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Everybody Hurts: An Essential Guide to Emo Culture
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Everybody Hurts: An Essential Guide to Emo Culture

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3.69  ·  Rating details ·  829 ratings  ·  89 reviews
What is emo? For starters it's a form of melodic, confessional, or EMOtional punk rock. But emo is more than a genre of music–it's the defining counterculture movement of the '00s. EVERYBODY HURTS is a reference book for emo, tracing its angsty roots all the way from Shakespeare to Holden Caufield to today's most popular bands.

There's nothing new about that perfect chocola
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Paperback, 234 pages
Published April 24th 2007 by It Books
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Rebecca McNutt
description
Ugh... emos. Look, to each their own. I dress all in black so honestly, if some angsty kid wants to express themselves through heavy eye makeup, depressing music and poetry about death and dying, why not? It's their right. But in my experience, I've never met an individual emo. No one understand them, nobody likes them... just like every other teenager in the world... and this book is just a very pretentious attempt to analyze a pretentious millennial subculture. A "guidebook" for emos (mostly t
...more
Tacobutt
Feb 03, 2008 added it
Recommends it for: ME because i cut myself
Recommended to Tacobutt by: my dead dog died while redding this book
i can really connect wit this book because i think that everybody does hurt and i hate life nd things r stupid and i need a gude to my life!
Mike Lewis
Aug 26, 2008 rated it liked it
Shelves: non-fiction
Read this book to gain some insight into the emo demographic. Boy was i disappointed. All it does is describe what emo kids are doing. The chapters are Fashion, Film, Literature, Music, TV, etc. So what you have are two emo kids describing what they do in their life. What they like. They don't provide any insight into why something is emo just whether it is or isn't

A few examples:

1. They name an iPod as being emo, saying:
An mp3 by any other name would not be as emo. Actually come to the think o
...more
Allegra
Jan 18, 2014 rated it it was ok
Shelves: 2014
I thought this was going to be more about the Promise Ring and less on Dashboard Confessional. Basically this book is about my middle school years, replete with tasteless fat and sex jokes I would have tolerated seven (!!!) years ago. Obviously I appreciated some references but overall, waste of time man.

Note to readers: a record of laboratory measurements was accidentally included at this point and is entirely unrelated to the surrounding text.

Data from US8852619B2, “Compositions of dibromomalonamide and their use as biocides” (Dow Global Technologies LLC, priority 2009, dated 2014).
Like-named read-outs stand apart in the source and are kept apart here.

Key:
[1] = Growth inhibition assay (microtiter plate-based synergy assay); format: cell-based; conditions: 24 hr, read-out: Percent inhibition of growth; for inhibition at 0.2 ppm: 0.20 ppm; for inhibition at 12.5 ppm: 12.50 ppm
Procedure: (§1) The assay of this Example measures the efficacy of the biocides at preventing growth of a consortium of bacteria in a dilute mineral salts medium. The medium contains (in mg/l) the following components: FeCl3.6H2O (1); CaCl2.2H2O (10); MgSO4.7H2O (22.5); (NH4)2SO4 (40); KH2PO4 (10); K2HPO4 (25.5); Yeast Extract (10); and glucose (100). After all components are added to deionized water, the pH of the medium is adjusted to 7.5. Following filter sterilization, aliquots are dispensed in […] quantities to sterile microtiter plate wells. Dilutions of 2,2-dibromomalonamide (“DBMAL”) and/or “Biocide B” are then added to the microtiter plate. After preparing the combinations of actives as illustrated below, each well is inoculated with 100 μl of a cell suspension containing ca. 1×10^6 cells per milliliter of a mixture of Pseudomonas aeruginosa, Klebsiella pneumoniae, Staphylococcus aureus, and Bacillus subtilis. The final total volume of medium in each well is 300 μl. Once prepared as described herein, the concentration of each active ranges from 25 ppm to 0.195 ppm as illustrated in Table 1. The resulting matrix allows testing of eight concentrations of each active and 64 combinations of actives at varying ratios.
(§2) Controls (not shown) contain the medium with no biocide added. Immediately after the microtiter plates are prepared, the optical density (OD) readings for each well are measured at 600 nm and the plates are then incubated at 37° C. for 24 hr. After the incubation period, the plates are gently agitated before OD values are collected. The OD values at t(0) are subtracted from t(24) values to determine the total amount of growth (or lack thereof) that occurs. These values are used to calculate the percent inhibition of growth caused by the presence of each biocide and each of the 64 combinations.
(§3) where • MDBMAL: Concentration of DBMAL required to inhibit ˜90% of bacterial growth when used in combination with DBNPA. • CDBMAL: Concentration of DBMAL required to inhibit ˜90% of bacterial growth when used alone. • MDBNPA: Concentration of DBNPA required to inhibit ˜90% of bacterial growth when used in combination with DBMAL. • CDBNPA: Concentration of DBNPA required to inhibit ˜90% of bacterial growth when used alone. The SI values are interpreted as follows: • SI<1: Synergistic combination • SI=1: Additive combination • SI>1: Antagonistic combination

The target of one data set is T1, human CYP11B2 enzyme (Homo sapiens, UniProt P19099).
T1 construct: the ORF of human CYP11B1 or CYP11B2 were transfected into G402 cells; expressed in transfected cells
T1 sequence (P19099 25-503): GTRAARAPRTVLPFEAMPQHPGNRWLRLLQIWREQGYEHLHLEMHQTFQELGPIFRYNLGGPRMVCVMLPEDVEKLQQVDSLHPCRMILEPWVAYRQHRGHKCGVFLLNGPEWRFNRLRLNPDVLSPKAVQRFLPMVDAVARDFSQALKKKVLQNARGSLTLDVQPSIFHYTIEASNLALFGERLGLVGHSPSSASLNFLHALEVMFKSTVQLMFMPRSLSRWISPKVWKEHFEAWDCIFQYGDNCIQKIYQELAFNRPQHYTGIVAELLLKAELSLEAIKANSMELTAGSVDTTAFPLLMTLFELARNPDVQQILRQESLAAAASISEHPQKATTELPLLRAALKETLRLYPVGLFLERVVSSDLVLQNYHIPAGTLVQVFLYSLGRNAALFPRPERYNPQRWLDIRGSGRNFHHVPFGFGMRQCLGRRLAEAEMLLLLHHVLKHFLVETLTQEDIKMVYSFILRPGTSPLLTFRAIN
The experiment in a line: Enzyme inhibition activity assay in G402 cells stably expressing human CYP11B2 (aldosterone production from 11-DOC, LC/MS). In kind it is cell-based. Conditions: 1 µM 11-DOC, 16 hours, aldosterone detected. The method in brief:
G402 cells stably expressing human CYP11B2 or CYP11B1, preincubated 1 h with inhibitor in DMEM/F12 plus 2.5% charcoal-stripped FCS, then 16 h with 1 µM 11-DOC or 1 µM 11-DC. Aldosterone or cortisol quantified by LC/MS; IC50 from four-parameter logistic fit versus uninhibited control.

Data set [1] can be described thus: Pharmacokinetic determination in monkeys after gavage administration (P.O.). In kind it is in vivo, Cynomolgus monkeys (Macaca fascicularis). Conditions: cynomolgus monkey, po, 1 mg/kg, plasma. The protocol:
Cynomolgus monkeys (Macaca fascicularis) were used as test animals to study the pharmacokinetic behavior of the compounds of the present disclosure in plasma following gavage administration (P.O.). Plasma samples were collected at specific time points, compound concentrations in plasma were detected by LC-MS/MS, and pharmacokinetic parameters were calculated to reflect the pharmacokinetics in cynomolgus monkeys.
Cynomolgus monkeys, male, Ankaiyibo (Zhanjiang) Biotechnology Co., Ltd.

Mena
Jul 28, 2010 rated it it was amazing
Shelves: reviewed
Having already been a fan of Leslie and Trevor's writing from being an avid reader of Alternative Press, I was quite interested when one of the issues contained a section from their upcoming book. Being a big fan of music and a supporter of the emo movement, I bothered my local bookstore constantly asking if they had it in yet (sorry about that). And when I finally got a copy in my hands and read it, I was more than pleased.

This is an amazingly well written and snarky look at what emo was and ha
...more
Jackie "the Librarian"
I learned I am very, very old, and should back away from the eyeliner.
This book has more than you would ever want to know about emo culture, from music, to blogging, to fashion. For example: I did not know that emo guys should wear girls' jeans.
You are all, I'm sure, familiar with the emo combover hairstyle - but that is merely scraping the surface of the awfulness that is emo hair. I shudder to report that one of the hairstyles in this culture is that "Flock of Seagulls" reverse faux-hawk. Th
...more
Maggie
Jan 04, 2011 rated it really liked it
For anybody who grew up listening to the "emo" music that was lurking beneath the mainstream at the turn on the millennium, Leslie Simon & Trevor Kelly have condensed your nostalgia into one convenient guide. Everybody Hurts pays homage and at times even pokes fun at a group of music lovers that simultaneously felt loathed by their peers and loved by their parents. If you spent your teenage years scouring Livejournal communities, you went to any show you could just to get out of the house, readi ...more
Carrie
Jun 25, 2007 rated it really liked it